Surinam busca ampliar relaciones con países del mundo islámico frente a crisis económica


Suriname expands foreign policy frontier at Ivory Coast meeting

Foreign Minister Yildiz Pollack-Beighle of Suriname attended, the 44th Organisation of Islamic Cooperation (OIC) Council of Foreign Ministers (CFM) meeting in Côte d’Ivoire from July 10-11, and used the forum to press ahead with her country’s push to expand ties with non-traditional partners outside of the European Union, the United States and Canada.

The minister had a robust schedule at the Abidjan meeting where she addressed the gathering and held a number of meetings with her counterparts from OIC countries.

Suriname, which is facing economic recession, recently walked away from harsh IMF austerity terms. Paramaribo has been able to do so because it has the support of the Islamic Bank and the Inter-American Development Bank. The Islamic Bank is an organ of the OIC, which is assisting Suriname’s economy recovery after a drop in commodity exports and has become a new foreign policy frontier that Paramaribo has accelerated ties with.

Pollack-Beighle and her Turkish counterpart, Mevlut Cavusoglu, held bilateral talks to discuss areas of cooperation and projects that should be brought to speed.

Turkey, the 17th largest economy, will continue to assist Suriname through the Turkish Cooperation and Coordination Agency (TIKA). Suriname is still interested in a cooperation agreement with Turkish Airlines, and several other agreements and projects that are yet to be fully implemented.

A high level visit from Turkey to Suriname and possibly to Guyana has been an ongoing discussion for the past five years.

In 2013, both Turkey and Suriname signed a bilateral agreement on “friendship and cooperation” in the areas of culture, science, trade, tourism and technology.

The two countries have yet to conclude an open skies aviation agreement that is suitable to both parties. This may pave the way for Turkish Airlines to cooperate with state-owned Surinam Airways, which is in need of capital investment.

In addition to Turkey, Pollack-Beighle held bilateral discussions with her counterparts from Saudi Arabia, Cote d’Ivoire, Kazakhstan, Indonesia, Sierra Leone, Sudan, Guinea and Gambia. The minister said that there are agreements for cooperation and further development in the field of trade and economic cooperation, education and capacity building, aviation and tourism with OIC members.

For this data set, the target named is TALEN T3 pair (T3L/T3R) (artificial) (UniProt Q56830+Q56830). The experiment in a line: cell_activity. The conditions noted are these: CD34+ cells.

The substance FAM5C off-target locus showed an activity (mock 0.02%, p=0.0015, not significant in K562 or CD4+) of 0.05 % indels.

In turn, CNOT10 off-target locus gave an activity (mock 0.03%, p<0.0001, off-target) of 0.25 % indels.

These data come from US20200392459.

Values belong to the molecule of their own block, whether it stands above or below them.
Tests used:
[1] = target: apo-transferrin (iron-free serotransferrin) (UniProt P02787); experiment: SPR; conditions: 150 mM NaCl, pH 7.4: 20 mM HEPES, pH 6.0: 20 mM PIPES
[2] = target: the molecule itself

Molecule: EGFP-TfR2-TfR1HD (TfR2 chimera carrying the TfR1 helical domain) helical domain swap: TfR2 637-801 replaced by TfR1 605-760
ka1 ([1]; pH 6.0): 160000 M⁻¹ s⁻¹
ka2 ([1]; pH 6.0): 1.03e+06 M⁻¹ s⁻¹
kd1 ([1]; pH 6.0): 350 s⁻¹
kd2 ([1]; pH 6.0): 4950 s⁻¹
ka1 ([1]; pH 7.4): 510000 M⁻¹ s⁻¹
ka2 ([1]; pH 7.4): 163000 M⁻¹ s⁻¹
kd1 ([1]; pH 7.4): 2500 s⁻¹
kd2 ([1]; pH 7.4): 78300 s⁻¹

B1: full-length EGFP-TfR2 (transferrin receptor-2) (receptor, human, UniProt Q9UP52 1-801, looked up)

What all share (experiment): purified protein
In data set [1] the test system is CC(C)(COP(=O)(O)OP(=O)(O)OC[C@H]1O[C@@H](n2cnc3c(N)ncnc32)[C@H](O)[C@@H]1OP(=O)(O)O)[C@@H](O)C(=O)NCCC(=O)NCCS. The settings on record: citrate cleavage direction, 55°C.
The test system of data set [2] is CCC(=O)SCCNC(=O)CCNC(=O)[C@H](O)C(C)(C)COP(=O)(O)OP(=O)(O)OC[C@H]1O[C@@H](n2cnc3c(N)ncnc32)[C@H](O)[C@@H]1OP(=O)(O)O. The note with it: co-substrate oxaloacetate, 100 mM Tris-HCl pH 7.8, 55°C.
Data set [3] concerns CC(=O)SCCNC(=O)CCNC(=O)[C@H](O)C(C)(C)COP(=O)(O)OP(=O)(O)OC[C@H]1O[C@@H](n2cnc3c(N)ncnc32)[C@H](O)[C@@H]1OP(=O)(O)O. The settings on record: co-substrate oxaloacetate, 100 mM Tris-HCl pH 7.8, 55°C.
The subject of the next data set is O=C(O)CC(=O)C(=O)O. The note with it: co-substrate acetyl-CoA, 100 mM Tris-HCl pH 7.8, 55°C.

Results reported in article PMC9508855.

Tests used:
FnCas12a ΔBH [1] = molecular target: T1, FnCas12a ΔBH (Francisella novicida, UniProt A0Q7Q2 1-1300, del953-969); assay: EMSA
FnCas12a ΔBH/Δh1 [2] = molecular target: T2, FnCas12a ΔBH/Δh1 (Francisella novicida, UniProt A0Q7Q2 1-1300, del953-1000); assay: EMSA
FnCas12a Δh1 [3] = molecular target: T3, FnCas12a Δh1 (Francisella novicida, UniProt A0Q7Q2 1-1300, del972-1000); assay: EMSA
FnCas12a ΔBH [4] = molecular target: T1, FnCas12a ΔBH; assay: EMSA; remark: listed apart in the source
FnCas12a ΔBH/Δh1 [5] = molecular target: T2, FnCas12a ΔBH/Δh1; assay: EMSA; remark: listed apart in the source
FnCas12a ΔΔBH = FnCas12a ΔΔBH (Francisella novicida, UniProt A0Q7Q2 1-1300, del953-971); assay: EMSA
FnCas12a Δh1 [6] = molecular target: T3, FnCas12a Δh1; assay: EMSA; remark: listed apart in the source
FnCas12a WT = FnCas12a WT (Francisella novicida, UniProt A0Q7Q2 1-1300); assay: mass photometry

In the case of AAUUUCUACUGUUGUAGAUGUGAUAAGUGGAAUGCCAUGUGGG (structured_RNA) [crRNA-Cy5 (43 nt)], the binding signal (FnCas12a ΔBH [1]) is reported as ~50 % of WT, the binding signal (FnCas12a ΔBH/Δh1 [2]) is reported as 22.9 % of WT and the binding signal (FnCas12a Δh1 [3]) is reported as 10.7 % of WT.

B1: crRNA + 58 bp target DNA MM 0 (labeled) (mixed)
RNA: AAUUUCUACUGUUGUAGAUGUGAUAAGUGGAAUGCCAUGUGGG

To expand such ties, she will move to appoint non-resident ambassadors and honorary consuls to promote South-South cooperation and the implementation of various projects.

According to Pollack-Beighle, the theme of the meeting ‘Youth, Peace and Development in a World of Solidarity’ was very fitting because the vast majority of the populations of the OIC member countries are young people. She called for the development of mechanisms to allow youth participation and development. And in particular, for a mechanism within the OIC to allow such. Pollack-Beighle called on the OIC to set up a fund with the purpose of investing in youth development.

Meanwhile, the Guyana foreign minister, Carl Greenidge, who also attended the OIC foreign ministers meeting in Abidjan, held bilateral talks with a number of countries. Guyana is looking to expand ties with the 15-nation West African bloc, ECOWAS, another new foreign policy frontier, in addition to the Middle East, Central Asia, Far East giants like Malaysia and Indonesia, in light of current global social, political and economic unrest and changing alliances.

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